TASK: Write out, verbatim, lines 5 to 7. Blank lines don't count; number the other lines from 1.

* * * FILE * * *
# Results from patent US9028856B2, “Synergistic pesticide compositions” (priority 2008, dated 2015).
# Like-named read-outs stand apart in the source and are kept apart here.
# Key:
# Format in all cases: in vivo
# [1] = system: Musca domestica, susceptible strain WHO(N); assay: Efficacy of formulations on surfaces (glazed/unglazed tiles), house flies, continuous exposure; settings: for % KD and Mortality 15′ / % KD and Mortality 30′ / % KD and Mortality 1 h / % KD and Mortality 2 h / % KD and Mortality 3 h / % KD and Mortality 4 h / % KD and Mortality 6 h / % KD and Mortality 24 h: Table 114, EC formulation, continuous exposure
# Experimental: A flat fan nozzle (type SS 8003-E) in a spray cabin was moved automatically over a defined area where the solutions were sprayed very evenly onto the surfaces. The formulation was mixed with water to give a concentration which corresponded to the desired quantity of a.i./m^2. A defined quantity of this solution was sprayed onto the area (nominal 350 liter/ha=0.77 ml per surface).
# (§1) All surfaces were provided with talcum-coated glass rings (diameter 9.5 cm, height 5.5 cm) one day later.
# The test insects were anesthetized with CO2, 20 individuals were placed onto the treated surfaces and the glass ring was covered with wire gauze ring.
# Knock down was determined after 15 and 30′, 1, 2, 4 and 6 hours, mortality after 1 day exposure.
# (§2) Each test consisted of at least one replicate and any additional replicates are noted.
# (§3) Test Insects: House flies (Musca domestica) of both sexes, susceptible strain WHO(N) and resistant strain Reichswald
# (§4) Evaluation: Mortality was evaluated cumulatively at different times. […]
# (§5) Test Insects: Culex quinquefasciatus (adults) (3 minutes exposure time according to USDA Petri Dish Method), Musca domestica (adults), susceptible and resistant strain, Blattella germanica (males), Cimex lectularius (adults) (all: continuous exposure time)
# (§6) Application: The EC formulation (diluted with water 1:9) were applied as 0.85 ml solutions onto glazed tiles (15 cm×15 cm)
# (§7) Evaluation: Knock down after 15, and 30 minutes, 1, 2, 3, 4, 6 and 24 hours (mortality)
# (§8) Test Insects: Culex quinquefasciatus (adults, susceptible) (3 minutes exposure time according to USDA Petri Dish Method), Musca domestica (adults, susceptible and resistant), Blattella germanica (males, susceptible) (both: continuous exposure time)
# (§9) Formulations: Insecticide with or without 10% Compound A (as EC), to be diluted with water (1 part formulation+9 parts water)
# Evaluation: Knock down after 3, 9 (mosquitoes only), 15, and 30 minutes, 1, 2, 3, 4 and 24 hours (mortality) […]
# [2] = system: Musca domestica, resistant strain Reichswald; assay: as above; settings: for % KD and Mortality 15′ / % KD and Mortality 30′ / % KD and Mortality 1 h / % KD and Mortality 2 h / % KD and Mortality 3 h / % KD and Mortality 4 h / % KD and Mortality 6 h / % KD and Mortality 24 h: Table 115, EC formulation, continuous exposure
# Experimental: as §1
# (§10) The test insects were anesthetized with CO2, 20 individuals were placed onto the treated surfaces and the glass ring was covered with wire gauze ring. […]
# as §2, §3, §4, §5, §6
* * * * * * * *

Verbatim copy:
# [1] = system: Musca domestica, susceptible strain WHO(N); assay: Efficacy of formulations on surfaces (glazed/unglazed tiles), house flies, continuous exposure; settings: for % KD and Mortality 15′ / % KD and Mortality 30′ / % KD and Mortality 1 h / % KD and Mortality 2 h / % KD and Mortality 3 h / % KD and Mortality 4 h / % KD and Mortality 6 h / % KD and Mortality 24 h: Table 114, EC formulation, continuous exposure
# Experimental: A flat fan nozzle (type SS 8003-E) in a spray cabin was moved automatically over a defined area where the solutions were sprayed very evenly onto the surfaces. The formulation was mixed with water to give a concentration which corresponded to the desired quantity of a.i./m^2. A defined quantity of this solution was sprayed onto the area (nominal 350 liter/ha=0.77 ml per surface).
# (§1) All surfaces were provided with talcum-coated glass rings (diameter 9.5 cm, height 5.5 cm) one day later.